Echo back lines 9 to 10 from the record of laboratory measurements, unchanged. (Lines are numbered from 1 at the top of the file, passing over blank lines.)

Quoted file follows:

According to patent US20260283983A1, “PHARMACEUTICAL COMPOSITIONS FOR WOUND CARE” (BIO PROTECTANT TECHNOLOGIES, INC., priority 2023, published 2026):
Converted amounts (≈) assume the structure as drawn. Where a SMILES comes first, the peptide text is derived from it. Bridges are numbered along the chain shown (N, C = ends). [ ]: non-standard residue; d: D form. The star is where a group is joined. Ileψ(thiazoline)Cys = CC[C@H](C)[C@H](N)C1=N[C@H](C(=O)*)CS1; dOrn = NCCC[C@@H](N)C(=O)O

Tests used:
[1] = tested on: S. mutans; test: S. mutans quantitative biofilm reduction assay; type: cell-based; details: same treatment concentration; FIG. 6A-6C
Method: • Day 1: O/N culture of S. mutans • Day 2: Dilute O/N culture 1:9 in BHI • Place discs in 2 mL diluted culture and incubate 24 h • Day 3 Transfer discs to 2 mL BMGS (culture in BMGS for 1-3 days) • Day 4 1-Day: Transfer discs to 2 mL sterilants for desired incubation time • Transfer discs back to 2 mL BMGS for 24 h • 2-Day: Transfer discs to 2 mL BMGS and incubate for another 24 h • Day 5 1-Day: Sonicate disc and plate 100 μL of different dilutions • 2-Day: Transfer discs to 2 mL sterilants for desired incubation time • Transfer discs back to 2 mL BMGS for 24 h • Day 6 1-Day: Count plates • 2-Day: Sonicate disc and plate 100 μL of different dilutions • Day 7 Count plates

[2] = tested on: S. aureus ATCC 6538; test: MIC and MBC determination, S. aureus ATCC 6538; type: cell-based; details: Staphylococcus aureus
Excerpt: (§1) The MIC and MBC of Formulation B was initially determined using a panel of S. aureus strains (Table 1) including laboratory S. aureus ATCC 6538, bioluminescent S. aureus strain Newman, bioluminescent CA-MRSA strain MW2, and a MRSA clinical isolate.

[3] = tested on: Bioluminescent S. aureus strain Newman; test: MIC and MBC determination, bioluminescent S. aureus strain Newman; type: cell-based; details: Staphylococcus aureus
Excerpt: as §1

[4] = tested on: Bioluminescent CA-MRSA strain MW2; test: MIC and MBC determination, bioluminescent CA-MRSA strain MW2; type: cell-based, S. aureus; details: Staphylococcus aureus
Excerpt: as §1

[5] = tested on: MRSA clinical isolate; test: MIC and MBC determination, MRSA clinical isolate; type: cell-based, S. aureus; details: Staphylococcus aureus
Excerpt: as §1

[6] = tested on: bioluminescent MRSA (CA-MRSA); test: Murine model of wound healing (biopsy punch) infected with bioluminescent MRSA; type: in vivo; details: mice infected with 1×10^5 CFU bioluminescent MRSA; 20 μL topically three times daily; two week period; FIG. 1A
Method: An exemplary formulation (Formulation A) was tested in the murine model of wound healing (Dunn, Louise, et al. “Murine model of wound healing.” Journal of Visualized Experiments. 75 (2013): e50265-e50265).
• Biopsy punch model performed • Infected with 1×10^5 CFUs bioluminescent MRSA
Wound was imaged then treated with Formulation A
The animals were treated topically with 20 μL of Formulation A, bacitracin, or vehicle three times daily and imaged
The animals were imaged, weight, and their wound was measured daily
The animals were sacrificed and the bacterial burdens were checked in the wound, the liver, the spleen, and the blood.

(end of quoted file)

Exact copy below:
Excerpt: as §1

[4] = tested on: Bioluminescent CA-MRSA strain MW2; test: MIC and MBC determination, bioluminescent CA-MRSA strain MW2; type: cell-based, S. aureus; details: Staphylococcus aureus